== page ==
Students of ARH 411 present a Travelling Exhibition on the UM-Flint campus.  What are “Reproductions?” The art history students research chosen artists, not only to learn about an artist and their work in context, but also the techniques used by the original artist.  The challenge is to re-create one work as closely as possible to the original.  This exhibition of 8 artists’ works is curated by the class, some of which have never taken an art studio class and others who have learned new techniques to add to their own art work repertoire.

Make a point to attend the Opening Reception on Tuesday evening, April 11 at the UCEN Lobby

for Free refreshments, to enjoy some art, learn something new!


2017 Student Art & Art History Symposium

6th Annual UM-Flint Art & Art History Student Symposium 

being hosted at the Flint Institute of Arts

on Thursday, April 13th from 5-7:30.

The event is free and open to the public. Light refreshments served. Presenters will talk about the history of landscape art in North America, the portrayal of women and gender in 18th-century France, the role of art in public education, and experiments in museum studies. This year’s presenters come from the MA in Arts Administration program, the Bachelor of Science in Art Education, as well as the Bachelor of Fine Arts in Fine Arts.  


For questions contact Dr. Lippert at [email protected].





Conference Abroad Series – #2

Going Abroad to attend a conference includes getting to see places related to its purpose. In this case, the 2016 Annual International Conference for Paragone Studies took place in Manchester, in the northwest part of England, said to be the world’s first industrial city.  Activities included in the trip were planned to interest art historians, so of course on Excursion Day the participants were offered the option of accompanying us to visit John Rylands Library as our first stop.


Just a short walking distance from our hotel, we set out in the city center.  What I noticed and admired was the fact that people do much more walking here.  Stopping at some of the corners in order to cross a street, words are written on the ground around the curve of the corner that say, “Look Left,” or, ”Look Right,” indicating the direction of potential oncoming one-way traffic.  On the sidewalks next to many of the buildings were worn glass tiles from which you could discern light showing through to lower levels of the buildings.  It added to the charm of the architecture that very closely resembled the Harry Potter movies.

I was curious why a library was on our list of places to see among the art museums.  It stood in stark contrast next to a very modern-looking building.  It was charming, though it did not stand out to me among the various time periods represented in this cityscape.  However, as soon as we stepped inside, I knew exactly why we were here.  The John Rylands Library is said to be one of the finest libraries in the world and best example of neo-Gothic architecture in Europe. Taking ten years to build, according to the design by architect Basil Champneys (1842-1935), the library was a tribute by Mrs. Rylands to her late husband John Rylands who was Manchester’s first textile millionaire.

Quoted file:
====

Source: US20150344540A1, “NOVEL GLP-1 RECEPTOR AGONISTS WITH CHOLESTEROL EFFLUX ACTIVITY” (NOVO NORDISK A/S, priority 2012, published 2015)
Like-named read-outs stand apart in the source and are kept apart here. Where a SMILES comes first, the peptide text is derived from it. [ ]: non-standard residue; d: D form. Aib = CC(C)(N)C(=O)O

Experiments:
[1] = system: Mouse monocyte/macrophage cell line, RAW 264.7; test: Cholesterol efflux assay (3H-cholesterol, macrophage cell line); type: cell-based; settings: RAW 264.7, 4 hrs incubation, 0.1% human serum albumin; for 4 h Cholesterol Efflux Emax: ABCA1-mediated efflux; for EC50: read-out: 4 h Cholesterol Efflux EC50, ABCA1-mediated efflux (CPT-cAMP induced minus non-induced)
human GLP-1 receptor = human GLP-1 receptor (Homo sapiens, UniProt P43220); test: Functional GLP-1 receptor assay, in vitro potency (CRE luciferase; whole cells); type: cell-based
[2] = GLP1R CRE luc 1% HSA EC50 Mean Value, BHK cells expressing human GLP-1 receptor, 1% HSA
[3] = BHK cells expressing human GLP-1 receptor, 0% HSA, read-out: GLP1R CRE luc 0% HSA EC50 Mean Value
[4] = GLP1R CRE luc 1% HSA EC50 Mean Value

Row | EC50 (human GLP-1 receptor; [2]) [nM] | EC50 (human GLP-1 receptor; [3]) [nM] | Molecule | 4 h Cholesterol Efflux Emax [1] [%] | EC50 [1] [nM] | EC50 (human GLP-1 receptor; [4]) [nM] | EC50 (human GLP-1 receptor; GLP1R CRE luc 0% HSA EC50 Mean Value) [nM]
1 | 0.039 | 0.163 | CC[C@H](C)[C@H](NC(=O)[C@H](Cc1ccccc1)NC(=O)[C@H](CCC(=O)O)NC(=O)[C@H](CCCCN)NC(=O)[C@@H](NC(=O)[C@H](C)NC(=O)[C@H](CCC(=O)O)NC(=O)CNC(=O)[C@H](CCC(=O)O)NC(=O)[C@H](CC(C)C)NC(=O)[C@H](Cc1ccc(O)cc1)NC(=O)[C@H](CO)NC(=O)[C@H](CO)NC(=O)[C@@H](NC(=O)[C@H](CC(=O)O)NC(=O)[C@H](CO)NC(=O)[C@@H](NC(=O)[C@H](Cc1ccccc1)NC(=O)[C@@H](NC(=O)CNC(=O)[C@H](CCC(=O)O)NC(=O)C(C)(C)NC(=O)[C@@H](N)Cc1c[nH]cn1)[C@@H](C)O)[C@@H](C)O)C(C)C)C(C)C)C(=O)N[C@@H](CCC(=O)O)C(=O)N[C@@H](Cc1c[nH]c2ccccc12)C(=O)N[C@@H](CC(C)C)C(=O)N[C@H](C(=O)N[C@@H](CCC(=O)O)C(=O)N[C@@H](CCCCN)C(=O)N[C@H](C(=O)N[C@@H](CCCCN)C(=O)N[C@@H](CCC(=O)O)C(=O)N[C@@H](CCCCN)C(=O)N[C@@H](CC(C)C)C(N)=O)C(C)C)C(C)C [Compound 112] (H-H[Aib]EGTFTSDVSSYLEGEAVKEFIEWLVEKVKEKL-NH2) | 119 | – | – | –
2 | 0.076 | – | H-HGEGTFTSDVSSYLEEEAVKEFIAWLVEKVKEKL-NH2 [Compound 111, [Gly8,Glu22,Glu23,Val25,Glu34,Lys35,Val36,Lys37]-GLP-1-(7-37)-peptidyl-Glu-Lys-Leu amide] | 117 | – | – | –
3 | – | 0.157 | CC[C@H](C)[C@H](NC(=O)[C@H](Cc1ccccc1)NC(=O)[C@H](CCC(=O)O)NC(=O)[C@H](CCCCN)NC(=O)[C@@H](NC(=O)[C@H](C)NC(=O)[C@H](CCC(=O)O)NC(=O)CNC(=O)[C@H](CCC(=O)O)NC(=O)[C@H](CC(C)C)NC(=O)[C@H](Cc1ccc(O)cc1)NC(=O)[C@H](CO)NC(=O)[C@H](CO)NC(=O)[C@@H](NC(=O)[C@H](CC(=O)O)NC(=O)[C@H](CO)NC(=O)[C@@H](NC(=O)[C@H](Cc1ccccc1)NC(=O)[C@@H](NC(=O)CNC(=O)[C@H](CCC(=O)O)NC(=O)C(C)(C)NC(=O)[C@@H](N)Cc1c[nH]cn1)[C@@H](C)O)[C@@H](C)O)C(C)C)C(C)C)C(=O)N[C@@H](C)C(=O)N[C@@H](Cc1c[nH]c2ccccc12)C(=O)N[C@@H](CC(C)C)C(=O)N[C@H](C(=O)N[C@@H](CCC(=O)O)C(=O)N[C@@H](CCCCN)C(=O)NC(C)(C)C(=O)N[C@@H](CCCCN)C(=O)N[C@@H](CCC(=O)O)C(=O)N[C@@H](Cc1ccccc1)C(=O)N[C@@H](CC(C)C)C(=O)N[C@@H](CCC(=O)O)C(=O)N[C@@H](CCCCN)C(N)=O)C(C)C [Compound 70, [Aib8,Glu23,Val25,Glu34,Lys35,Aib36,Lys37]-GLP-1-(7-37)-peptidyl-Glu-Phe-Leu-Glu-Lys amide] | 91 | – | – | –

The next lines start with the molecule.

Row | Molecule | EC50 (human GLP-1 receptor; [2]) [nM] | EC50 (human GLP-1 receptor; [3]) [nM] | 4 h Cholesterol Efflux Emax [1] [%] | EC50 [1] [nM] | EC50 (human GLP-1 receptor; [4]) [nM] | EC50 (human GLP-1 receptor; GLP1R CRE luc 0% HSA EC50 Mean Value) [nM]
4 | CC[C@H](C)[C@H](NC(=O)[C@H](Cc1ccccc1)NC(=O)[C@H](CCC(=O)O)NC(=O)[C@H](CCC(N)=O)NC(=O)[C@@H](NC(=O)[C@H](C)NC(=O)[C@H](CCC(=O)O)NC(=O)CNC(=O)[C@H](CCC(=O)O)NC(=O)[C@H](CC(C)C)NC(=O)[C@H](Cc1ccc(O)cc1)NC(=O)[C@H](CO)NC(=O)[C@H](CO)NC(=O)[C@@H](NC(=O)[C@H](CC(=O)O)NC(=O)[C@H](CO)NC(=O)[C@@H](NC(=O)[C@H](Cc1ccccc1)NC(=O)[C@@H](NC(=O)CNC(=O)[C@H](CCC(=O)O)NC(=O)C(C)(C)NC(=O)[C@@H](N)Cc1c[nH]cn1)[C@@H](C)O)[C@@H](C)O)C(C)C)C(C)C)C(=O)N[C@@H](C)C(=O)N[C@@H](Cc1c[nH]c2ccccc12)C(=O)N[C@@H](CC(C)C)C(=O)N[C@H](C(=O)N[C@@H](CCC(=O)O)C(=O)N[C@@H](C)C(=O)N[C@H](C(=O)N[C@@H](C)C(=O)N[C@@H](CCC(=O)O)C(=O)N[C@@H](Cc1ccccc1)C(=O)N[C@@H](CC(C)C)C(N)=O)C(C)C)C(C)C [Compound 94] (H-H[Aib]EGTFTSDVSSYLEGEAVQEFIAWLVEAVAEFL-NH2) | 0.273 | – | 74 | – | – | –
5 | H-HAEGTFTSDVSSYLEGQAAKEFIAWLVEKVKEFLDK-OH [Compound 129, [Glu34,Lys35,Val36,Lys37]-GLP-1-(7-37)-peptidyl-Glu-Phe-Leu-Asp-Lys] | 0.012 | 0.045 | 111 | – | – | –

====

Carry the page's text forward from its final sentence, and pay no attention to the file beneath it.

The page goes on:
Although all of the bookshelves are encased under glass with Art-Nouveau locks, a style amidst the Victorian Gothic, this is very much a working library.  Researches from all over the world can easily gain access to the books and items in the collection that spans 5000 years from all corners of the world.  One of the art historians from the conference, as a matter of fact, made use of the opportunity to stay behind during this stop on our excursion to see a book for research.  I made a mental note for future reference that these professional scholars make use of all opportunities to research, view and photograph items relevant to their work, including during conference trips.  Why not?

The original Entrance Hall contains a group of statues called, Theology directing the labours of Science and Art by Irish sculptor John Cassidy (1860-1939), who also created the sculptures of John Rylands himself overlooking the Historic Reading Room and Mrs. Rylands from the opposite end.  The stained glass windows and numerous sculptures aligning the reading room, draw from theology, literature, the arts and science, as a fitting tribute to those individuals who have contributed to human knowledge.  Every inch of the building and its contents reflect the beauty of the period, well-known for its florid ornamentation.  It was an exceptionally beautiful place for one to be immersed in the atmosphere of another time while researching from primary sources.

After perusing the library, I gathered the conference participants and led them outside to meet our taxi’s for our next stop on this Excursion Day.  I think now of why should this matter to the students at UM-Flint?  Maybe the best way to put it is: Education Abroad makes things more real than you can get out of books or the internet.  When you can actually see the scale of something surrounding you, when you can touch it, move through it and take it in as a whole…it begins to broaden possibilities.